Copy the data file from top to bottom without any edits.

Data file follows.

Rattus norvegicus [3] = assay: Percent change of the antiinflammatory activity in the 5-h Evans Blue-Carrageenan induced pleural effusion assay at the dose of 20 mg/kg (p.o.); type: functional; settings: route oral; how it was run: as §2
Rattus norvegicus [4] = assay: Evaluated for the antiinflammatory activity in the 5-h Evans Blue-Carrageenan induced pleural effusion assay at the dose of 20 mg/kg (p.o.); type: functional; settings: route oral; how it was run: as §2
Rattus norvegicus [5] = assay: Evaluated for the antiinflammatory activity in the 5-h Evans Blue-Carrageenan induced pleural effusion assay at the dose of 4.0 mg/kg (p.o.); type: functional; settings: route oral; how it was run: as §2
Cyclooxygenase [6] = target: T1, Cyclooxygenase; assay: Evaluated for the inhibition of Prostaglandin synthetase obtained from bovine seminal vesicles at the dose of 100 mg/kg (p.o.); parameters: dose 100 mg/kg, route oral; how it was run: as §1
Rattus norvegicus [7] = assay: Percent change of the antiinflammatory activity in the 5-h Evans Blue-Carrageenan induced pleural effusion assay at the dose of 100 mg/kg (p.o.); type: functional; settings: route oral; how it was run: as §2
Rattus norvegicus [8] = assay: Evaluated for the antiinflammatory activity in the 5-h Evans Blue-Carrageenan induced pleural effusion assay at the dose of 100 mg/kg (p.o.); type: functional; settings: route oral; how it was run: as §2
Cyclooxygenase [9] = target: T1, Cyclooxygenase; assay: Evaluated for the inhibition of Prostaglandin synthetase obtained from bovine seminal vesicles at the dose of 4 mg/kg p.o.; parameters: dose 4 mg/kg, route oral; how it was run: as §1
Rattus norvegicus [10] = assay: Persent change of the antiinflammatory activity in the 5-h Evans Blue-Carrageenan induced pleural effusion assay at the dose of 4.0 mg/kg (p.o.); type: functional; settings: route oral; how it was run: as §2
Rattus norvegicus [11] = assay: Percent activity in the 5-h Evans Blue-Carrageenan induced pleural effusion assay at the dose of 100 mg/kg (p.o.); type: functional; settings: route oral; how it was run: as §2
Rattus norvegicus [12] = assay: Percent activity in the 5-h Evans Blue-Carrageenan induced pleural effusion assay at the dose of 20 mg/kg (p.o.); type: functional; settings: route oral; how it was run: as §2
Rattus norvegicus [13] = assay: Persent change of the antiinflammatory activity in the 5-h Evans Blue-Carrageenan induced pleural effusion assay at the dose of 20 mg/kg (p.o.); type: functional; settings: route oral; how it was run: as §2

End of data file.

Rattus norvegicus [3] = assay: Percent change of the antiinflammatory activity in the 5-h Evans Blue-Carrageenan induced pleural effusion assay at the dose of 20 mg/kg (p.o.); type: functional; settings: route oral; how it was run: as §2
Rattus norvegicus [4] = assay: Evaluated for the antiinflammatory activity in the 5-h Evans Blue-Carrageenan induced pleural effusion assay at the dose of 20 mg/kg (p.o.); type: functional; settings: route oral; how it was run: as §2
Rattus norvegicus [5] = assay: Evaluated for the antiinflammatory activity in the 5-h Evans Blue-Carrageenan induced pleural effusion assay at the dose of 4.0 mg/kg (p.o.); type: functional; settings: route oral; how it was run: as §2
Cyclooxygenase [6] = target: T1, Cyclooxygenase; assay: Evaluated for the inhibition of Prostaglandin synthetase obtained from bovine seminal vesicles at the dose of 100 mg/kg (p.o.); parameters: dose 100 mg/kg, route oral; how it was run: as §1
Rattus norvegicus [7] = assay: Percent change of the antiinflammatory activity in the 5-h Evans Blue-Carrageenan induced pleural effusion assay at the dose of 100 mg/kg (p.o.); type: functional; settings: route oral; how it was run: as §2
Rattus norvegicus [8] = assay: Evaluated for the antiinflammatory activity in the 5-h Evans Blue-Carrageenan induced pleural effusion assay at the dose of 100 mg/kg (p.o.); type: functional; settings: route oral; how it was run: as §2
Cyclooxygenase [9] = target: T1, Cyclooxygenase; assay: Evaluated for the inhibition of Prostaglandin synthetase obtained from bovine seminal vesicles at the dose of 4 mg/kg p.o.; parameters: dose 4 mg/kg, route oral; how it was run: as §1
Rattus norvegicus [10] = assay: Persent change of the antiinflammatory activity in the 5-h Evans Blue-Carrageenan induced pleural effusion assay at the dose of 4.0 mg/kg (p.o.); type: functional; settings: route oral; how it was run: as §2
Rattus norvegicus [11] = assay: Percent activity in the 5-h Evans Blue-Carrageenan induced pleural effusion assay at the dose of 100 mg/kg (p.o.); type: functional; settings: route oral; how it was run: as §2
Rattus norvegicus [12] = assay: Percent activity in the 5-h Evans Blue-Carrageenan induced pleural effusion assay at the dose of 20 mg/kg (p.o.); type: functional; settings: route oral; how it was run: as §2
Rattus norvegicus [13] = assay: Persent change of the antiinflammatory activity in the 5-h Evans Blue-Carrageenan induced pleural effusion assay at the dose of 20 mg/kg (p.o.); type: functional; settings: route oral; how it was run: as §2